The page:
The Texas Chainsaw Massacre (2022) Review

Spoiler-free so you can read before you watch

The Texas Chainsaw Massacre (2022) Review

Horrorific content by Ted By Dawn on March 02nd, 2022 | Movie Review | Slasher, Survival, Cannibalism, Dysfunctional Family

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It's about a group of young adults who aim to escape the city by populating a rural ghost town, only for their impulsiveness to incur the violent wrath of Leatherface.

The Texas Chainsaw Massacre was directed by David Blue Garcia and stars Moe Dunford (from The Lodgers), Sarah Yarkin (from Happy Death Day 2U) and Jacob Latimore (from Vanishing On 7th Street).

In 1974, the world witnessed one of the most bizarre crimes in the annals of American history. In 2021, the face of madness returns.

The Texas Chainsaw Massacre (2022)

Leatherface (everyone's favorite cannibal butcher/horny radio enthusiast/WWE reject/government plant/good boy who did nothing wrong/southern gentlemen with an aggressive streak, depending on who you ask) is back! But this time the reins have been handed to both Netflix and Fede Alvarez, which is quite the veritable dream team if you haven't seen a movie since 2013.

Yes, this movie certainly had the odds stacked against it. From early reports that the original directors left the production a week in due to creative differences, to the looming shadows of Halloween (2018) and Scream (2022) bringing their series leads back to near-universal acclaim, to a trailer in which a hulking maniac wearing a human face and brandishing a chainsaw was threatened with "getting cancelled", to an unceremonious release on Netflix; Texas Chainsaw Massacre was placed on a meat hook and hacked to death by horror fans and critics alike upon release.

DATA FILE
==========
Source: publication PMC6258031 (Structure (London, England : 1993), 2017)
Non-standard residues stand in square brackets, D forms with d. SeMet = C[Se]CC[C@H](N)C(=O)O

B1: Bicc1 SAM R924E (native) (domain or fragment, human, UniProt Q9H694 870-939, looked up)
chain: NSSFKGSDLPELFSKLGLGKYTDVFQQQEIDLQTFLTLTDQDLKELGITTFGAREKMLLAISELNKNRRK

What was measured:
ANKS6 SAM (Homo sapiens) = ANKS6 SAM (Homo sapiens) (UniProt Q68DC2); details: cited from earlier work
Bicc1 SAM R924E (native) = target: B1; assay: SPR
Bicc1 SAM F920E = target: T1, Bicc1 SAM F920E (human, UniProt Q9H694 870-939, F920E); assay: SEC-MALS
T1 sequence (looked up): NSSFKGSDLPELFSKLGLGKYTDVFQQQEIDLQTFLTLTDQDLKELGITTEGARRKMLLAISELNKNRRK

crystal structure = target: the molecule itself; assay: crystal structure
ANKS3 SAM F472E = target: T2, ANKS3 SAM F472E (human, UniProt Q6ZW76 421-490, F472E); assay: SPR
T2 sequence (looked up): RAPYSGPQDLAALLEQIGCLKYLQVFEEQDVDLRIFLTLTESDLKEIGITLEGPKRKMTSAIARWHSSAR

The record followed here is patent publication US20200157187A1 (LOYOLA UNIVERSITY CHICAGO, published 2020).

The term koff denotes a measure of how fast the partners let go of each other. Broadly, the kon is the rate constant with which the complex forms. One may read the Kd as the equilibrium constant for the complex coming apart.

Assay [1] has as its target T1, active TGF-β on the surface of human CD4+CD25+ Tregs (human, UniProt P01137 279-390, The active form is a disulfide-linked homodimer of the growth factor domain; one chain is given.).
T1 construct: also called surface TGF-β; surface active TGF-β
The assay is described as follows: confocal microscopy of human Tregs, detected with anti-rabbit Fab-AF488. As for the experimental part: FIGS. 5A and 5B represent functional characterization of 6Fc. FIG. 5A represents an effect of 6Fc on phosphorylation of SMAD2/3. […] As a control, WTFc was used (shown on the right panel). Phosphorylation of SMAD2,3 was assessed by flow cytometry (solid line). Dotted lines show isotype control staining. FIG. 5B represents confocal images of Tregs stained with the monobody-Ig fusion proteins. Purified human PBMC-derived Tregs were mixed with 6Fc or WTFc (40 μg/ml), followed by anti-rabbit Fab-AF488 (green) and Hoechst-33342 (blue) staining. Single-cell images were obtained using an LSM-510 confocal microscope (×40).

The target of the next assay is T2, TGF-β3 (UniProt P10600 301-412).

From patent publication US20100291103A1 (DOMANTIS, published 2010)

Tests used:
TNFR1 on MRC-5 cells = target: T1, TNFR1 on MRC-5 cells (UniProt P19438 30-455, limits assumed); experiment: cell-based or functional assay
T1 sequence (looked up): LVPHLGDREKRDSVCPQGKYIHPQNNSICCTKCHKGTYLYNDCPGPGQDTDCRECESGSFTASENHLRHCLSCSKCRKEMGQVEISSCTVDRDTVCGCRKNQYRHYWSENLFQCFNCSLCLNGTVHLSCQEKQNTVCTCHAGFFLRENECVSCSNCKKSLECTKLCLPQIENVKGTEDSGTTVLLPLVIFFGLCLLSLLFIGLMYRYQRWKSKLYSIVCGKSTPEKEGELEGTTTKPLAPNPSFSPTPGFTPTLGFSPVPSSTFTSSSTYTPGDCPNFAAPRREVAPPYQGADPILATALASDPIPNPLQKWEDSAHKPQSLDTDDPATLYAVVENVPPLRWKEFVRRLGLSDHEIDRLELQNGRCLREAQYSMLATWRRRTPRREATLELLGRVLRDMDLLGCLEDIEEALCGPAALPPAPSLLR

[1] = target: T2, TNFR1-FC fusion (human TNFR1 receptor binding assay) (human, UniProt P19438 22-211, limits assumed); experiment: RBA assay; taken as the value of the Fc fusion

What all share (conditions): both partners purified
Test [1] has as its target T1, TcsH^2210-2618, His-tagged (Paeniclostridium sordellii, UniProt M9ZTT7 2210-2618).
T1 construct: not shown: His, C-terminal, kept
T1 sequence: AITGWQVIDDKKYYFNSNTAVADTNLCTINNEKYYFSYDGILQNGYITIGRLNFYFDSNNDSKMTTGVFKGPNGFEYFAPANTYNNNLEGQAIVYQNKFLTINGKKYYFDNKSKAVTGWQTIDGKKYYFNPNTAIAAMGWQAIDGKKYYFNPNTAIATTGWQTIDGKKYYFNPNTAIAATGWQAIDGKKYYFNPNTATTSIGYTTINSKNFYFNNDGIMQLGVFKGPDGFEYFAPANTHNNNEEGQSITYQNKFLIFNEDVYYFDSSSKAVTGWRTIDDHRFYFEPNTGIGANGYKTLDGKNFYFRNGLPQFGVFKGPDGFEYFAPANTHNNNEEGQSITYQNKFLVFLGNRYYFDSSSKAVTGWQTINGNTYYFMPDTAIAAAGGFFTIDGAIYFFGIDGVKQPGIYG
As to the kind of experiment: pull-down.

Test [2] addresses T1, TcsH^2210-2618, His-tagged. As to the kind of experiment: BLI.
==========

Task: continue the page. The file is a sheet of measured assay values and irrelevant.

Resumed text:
And yet, I can see this movie having a resurgence in the next few years. Perhaps it's that I found the movie's brief exploration of the many different faces of American violence to be a fresh idea that was really compelling, resulting in a cast of characters I was interested in watching before they got their shit royally wrecked by Leatherface. Or, it could have been that I thought the set up was effective, with the story thematically building on the original in all kinds of subtle ways. Maybe I just really enjoyed the kills, from a fantastic set-piece in a field to a bus scene that really puts the chainsaw massacre in Texas Chainsaw Massacre.

Sure, the shoe-horning of Sally Hardesty into the plot reeked of desperation and didn't pay off at all. Sure, the cancelled line wasn't removed before the film's release. Sure, you have to contend with some unconvincing CGI at times. But, let's not kid ourselves, this movie does not deserve the sheer torrent of hatred that the internet is so eager to give it.

Is this a masterpiece? No, but the Texas Chainsaw Massacre franchise in general has scant few of those. Leatherface has always had an uphill battle when it comes to reclaiming his own dignity after absolute duds like Leatherface: The Texas Chainsaw Massacre III, The Texas Chainsaw Massacre: The Next Generation, and Texas Chainsaw 3D. At this point, a Texas Chainsaw Massacre movie has to be okay to clear the bar, and this movie is certainly more than okay.

Worth Watching? 

If you're a slasher fan looking for some Leather, then this slightly-better-than-mid movie should tide you over. It fails to reach the heights of the original (obviously), Part 2, or the remake, but it has some interesting ideas and some great kills, so it certainly holds its own.

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